San Diego, Orange Counties Join Statewide Drop in First-Half Hotel Deals

San Diego, Orange Counties Join Statewide Drop in First-Half Hotel Deals


San Diego, Orange Counties Join Statewide Drop in First-Half Hotel Deals
Mid-Year Market Update: Both Regions Saw Property Sales Decline Despite Still-Strong Performance, Development
By Lou Hirsh
On the heels of a record year of hotel sales, Southern California’s San Diego and Orange counties experienced sharp declines in the number and value of hospitality property sales completed in the first half of 2018, according to a new report.

The two counties reflect the plunging sales pattern that has happened across nearly the entire state of California so far this year, even amid continued strong operating performance and development activity for hotels in local markets.

The report from brokerage and research firm Atlas Hospitality Group cautions that this isn’t a sign of an industry in freefall. Instead, California hotels have a tough act to follow in 2018, since 2017 was a record year for hotel property sales.

“In many respects, the drop in transactions shows the market taking a breather from the heights set in 2017,” the Atlas report said. “It very much remains a seller’s market.”

Atlas Hospitality Group showed California posting a 35 percent drop in the number of hotels changing hands in the first six months of the year over the same year-ago period, while San Diego declined 41 percent and Orange County fell by half.

The state recorded 134 sales from January to June, compared to 206 in the same months last year.

The amount of money spent on those Golden State hotel transactions was down 28 percent, to $2.3 billion. However, the hotels that did trade were pricier. The median price per room on those deals was up 11 percent, at more than $115,000.

Declines were generally steeper for San Diego County. The county, which saw its hotel deal count decrease 41 percent, reported 10 sales in the first six months. The total dollar amount spent on the deals dropped 77 percent, to $86.2 million.

San Diego’s two biggest hotel deals of the first half of 2018 involved the 169-room La Quinta Inn & Suites in Mission Valley and the 86-room West Inn & Suites in Carlsbad, each of which sold for $19.5 million, according to CoStar data.

But unlike the state, the San Diego region also posted declines in the average and median price per room across completed transactions.

Just to the north, Orange County saw a 50 percent decline in the number of first-half hotel deals, clocking just eight completed sales, versus 16 a year ago. Capital spent on the hotels plummeted 59 percent to $152.9 million. The 376-room Wyndham property in Garden Grove, which sold for $61 million, was Orange County’s largest hotel deal of the first half of this year.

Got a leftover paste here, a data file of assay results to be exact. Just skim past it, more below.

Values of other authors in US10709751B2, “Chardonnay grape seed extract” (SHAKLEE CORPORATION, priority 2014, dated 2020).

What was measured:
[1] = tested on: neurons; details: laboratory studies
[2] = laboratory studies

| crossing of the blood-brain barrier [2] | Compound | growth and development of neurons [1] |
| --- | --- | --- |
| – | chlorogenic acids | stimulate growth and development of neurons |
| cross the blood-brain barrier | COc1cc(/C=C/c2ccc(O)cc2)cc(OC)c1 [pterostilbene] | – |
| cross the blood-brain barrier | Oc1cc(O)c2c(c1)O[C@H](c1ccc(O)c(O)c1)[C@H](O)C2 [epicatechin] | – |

These sales results follow an earlier Atlas report, showing that San Diego and Orange trailed only Los Angeles County for the number of hotels currently under construction or in planning as of mid-year.

Atlas President Alan Reay said he’s expecting San Diego and Orange County hotel sales dynamics to remain as they are for the rest of 2018, with a continued leveling-off in activity next year. But he doesn’t anticipate that recent sales patterns will impact hotel developer appetites, which remain strong.

One reason is the still-rising per-room prices in the recently-completed California deals.

Another is that Southern California hotel performance metrics, including occupancy and room pricing, remain historically strong, thanks in part to a nationwide travel economy that is still humming on both the leisure and corporate sides, along with group meetings and convention business.

First-half data from travel research firm STR showed San Diego County hotels topping $1.4 billion in revenue, up 4.1 percent from a year ago, as the occupancy rate reached 79.1 percent. Orange County hotels reached nearly $1.3 billion in revenue, up 4.4 percent, with occupancy at 76.9 percent.

“As we are seeing prices still climbing up, this will help spur new hotel development in the near term,” Reay said via email. “The big test will be if we see revenue per available room (RevPAR) flattening out or falling; that will really impact new projects and how lenders and buyers view hotels.”

Atlas reported that Sacramento and San Francisco counties were the only two California regions posting year-over-year gains in sales transaction volumes for the first half. San Francisco led the state in dollar volume, with more than $652.4 million generated by eight deals.

Reflecting the historical strength of 2017, Los Angeles County by far led Southern California with its $262.7 million in hotel sales completed during the first half of 2018, but even that was down 66.3 percent from last year’s first-half tally of more than $779.8 million.

In fact, Los Angeles’ 14 deals marked a 46 percent drop from a year ago.

Researchers at Atlas, which primarily tracks hotel deals valued above $5 million, said California properties available at market prices are still being snapped up in the current market, often with competing multiple offers.

Looking ahead, Atlas said investors and developers should keep an eye on interest rates, which could impact future purchase patterns, especially in transactions involving variable-rate loans tied to the prime rate. Reay said long-term, fixed-rate loans have yet to move up substantially in the current climate.

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